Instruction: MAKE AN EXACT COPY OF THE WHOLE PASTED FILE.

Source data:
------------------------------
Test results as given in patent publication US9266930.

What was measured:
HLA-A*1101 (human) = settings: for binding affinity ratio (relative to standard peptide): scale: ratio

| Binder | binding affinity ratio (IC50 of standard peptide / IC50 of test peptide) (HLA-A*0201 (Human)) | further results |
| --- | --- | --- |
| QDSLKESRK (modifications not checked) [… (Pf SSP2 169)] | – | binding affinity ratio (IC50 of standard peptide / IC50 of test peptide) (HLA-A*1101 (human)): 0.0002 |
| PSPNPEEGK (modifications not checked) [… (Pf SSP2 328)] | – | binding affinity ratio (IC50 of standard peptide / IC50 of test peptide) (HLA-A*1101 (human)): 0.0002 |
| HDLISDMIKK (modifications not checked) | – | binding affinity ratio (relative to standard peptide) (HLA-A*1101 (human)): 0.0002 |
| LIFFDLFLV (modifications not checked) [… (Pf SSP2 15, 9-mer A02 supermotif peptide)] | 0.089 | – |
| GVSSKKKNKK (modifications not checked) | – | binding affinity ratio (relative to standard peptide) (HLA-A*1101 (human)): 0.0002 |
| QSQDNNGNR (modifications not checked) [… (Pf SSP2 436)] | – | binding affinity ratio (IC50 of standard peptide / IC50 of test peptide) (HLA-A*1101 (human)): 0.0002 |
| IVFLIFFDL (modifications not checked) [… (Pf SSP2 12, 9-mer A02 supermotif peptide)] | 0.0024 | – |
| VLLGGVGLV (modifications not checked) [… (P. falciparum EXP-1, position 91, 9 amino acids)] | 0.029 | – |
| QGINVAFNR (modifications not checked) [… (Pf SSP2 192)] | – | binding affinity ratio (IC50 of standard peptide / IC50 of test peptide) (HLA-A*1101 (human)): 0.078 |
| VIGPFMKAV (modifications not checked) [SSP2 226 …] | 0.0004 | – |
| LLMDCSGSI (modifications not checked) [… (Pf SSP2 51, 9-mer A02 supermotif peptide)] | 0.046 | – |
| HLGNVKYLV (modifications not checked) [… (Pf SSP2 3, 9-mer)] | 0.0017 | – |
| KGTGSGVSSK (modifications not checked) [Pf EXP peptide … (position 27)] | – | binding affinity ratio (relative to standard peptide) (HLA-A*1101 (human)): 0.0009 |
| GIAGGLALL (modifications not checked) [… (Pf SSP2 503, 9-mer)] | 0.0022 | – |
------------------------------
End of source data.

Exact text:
Test results as given in patent publication US9266930.

What was measured:
HLA-A*1101 (human) = settings: for binding affinity ratio (relative to standard peptide): scale: ratio

| Binder | binding affinity ratio (IC50 of standard peptide / IC50 of test peptide) (HLA-A*0201 (Human)) | further results |
| --- | --- | --- |
| QDSLKESRK (modifications not checked) [… (Pf SSP2 169)] | – | binding affinity ratio (IC50 of standard peptide / IC50 of test peptide) (HLA-A*1101 (human)): 0.0002 |
| PSPNPEEGK (modifications not checked) [… (Pf SSP2 328)] | – | binding affinity ratio (IC50 of standard peptide / IC50 of test peptide) (HLA-A*1101 (human)): 0.0002 |
| HDLISDMIKK (modifications not checked) | – | binding affinity ratio (relative to standard peptide) (HLA-A*1101 (human)): 0.0002 |
| LIFFDLFLV (modifications not checked) [… (Pf SSP2 15, 9-mer A02 supermotif peptide)] | 0.089 | – |
| GVSSKKKNKK (modifications not checked) | – | binding affinity ratio (relative to standard peptide) (HLA-A*1101 (human)): 0.0002 |
| QSQDNNGNR (modifications not checked) [… (Pf SSP2 436)] | – | binding affinity ratio (IC50 of standard peptide / IC50 of test peptide) (HLA-A*1101 (human)): 0.0002 |
| IVFLIFFDL (modifications not checked) [… (Pf SSP2 12, 9-mer A02 supermotif peptide)] | 0.0024 | – |
| VLLGGVGLV (modifications not checked) [… (P. falciparum EXP-1, position 91, 9 amino acids)] | 0.029 | – |
| QGINVAFNR (modifications not checked) [… (Pf SSP2 192)] | – | binding affinity ratio (IC50 of standard peptide / IC50 of test peptide) (HLA-A*1101 (human)): 0.078 |
| VIGPFMKAV (modifications not checked) [SSP2 226 …] | 0.0004 | – |
| LLMDCSGSI (modifications not checked) [… (Pf SSP2 51, 9-mer A02 supermotif peptide)] | 0.046 | – |
| HLGNVKYLV (modifications not checked) [… (Pf SSP2 3, 9-mer)] | 0.0017 | – |
| KGTGSGVSSK (modifications not checked) [Pf EXP peptide … (position 27)] | – | binding affinity ratio (relative to standard peptide) (HLA-A*1101 (human)): 0.0009 |
| GIAGGLALL (modifications not checked) [… (Pf SSP2 503, 9-mer)] | 0.0022 | – |